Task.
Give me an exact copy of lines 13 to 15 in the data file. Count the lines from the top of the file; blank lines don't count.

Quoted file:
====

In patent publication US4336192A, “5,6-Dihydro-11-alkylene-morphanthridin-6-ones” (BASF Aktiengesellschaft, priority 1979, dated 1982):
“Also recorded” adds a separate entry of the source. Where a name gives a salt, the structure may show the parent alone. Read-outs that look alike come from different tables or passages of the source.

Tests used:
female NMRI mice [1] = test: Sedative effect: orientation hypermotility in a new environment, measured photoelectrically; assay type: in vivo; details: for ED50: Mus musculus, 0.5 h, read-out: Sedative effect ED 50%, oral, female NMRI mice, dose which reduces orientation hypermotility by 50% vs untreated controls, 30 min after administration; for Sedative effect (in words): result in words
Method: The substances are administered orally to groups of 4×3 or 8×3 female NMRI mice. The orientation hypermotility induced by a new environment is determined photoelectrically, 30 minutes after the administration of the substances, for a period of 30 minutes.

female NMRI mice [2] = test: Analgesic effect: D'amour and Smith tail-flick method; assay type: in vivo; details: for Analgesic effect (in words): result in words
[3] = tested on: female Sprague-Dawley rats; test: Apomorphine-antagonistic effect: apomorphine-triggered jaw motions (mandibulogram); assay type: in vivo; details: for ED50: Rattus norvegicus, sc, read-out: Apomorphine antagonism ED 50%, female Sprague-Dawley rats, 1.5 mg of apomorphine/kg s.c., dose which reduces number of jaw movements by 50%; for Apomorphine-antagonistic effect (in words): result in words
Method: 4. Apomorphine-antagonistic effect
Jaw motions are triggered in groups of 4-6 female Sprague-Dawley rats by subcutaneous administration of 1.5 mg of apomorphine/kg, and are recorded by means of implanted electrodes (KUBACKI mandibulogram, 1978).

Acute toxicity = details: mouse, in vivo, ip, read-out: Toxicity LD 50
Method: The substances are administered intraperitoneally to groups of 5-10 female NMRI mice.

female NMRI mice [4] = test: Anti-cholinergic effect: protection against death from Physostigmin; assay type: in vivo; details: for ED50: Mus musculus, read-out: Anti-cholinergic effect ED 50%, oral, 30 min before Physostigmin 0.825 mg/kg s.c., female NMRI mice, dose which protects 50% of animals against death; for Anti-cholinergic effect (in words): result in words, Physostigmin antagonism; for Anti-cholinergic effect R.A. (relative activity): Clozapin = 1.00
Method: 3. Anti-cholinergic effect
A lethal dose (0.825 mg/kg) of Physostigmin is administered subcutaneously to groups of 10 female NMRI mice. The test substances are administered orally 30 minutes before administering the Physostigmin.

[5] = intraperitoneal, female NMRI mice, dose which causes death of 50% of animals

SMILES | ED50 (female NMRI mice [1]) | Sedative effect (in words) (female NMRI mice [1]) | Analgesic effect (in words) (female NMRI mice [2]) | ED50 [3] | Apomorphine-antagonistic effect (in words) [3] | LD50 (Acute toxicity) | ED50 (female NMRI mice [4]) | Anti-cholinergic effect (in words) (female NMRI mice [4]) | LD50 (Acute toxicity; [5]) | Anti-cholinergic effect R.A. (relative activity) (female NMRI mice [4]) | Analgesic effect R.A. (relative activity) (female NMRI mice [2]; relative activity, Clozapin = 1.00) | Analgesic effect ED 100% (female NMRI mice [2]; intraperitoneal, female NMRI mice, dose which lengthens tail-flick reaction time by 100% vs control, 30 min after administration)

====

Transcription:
Method: 3. Anti-cholinergic effect
A lethal dose (0.825 mg/kg) of Physostigmin is administered subcutaneously to groups of 10 female NMRI mice. The test substances are administered orally 30 minutes before administering the Physostigmin.

[5] = intraperitoneal, female NMRI mice, dose which causes death of 50% of animals